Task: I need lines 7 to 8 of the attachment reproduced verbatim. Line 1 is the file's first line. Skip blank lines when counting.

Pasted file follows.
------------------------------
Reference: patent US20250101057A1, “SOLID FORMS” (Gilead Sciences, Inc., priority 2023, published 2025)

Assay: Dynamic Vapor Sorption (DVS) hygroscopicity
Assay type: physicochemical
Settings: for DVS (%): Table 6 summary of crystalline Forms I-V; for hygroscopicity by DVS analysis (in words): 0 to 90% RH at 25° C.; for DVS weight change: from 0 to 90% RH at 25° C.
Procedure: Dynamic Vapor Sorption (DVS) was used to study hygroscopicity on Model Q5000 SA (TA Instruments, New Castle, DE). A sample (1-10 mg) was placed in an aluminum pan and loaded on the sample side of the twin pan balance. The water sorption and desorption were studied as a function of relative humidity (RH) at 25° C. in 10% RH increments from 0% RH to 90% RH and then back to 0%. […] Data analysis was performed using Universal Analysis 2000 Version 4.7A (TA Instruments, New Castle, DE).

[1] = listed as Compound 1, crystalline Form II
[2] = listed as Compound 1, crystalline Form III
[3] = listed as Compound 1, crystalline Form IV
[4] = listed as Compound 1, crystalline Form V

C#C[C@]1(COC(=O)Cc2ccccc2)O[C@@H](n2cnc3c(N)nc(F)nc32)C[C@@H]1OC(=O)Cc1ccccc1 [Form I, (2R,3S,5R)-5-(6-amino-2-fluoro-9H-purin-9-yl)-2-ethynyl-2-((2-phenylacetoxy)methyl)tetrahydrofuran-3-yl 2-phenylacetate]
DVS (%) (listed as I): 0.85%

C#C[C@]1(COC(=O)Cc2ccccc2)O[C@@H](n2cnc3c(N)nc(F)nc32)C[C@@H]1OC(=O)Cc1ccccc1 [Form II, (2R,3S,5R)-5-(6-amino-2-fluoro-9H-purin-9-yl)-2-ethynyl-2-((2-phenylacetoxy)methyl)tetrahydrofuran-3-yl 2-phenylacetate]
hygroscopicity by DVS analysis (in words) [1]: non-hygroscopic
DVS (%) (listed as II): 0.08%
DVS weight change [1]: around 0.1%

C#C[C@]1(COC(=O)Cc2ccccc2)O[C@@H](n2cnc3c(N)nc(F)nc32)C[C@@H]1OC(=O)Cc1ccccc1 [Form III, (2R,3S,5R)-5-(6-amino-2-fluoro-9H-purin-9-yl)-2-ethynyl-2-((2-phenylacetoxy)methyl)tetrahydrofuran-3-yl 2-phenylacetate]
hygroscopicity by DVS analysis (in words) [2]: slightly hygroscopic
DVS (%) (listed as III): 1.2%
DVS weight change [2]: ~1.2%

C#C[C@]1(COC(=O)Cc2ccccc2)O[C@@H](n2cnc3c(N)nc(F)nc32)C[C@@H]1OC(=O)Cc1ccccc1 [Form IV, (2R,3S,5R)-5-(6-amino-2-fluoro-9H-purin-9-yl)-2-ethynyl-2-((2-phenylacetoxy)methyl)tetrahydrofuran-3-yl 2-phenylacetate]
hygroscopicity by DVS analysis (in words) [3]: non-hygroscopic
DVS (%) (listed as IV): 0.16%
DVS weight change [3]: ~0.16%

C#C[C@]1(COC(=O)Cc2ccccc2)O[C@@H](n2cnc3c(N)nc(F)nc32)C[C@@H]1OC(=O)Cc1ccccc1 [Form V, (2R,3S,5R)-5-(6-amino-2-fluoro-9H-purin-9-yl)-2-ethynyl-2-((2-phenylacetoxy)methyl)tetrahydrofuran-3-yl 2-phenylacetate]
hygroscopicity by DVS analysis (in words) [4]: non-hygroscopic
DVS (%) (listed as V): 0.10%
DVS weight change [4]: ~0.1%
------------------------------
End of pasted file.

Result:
[2] = listed as Compound 1, crystalline Form III
[3] = listed as Compound 1, crystalline Form IV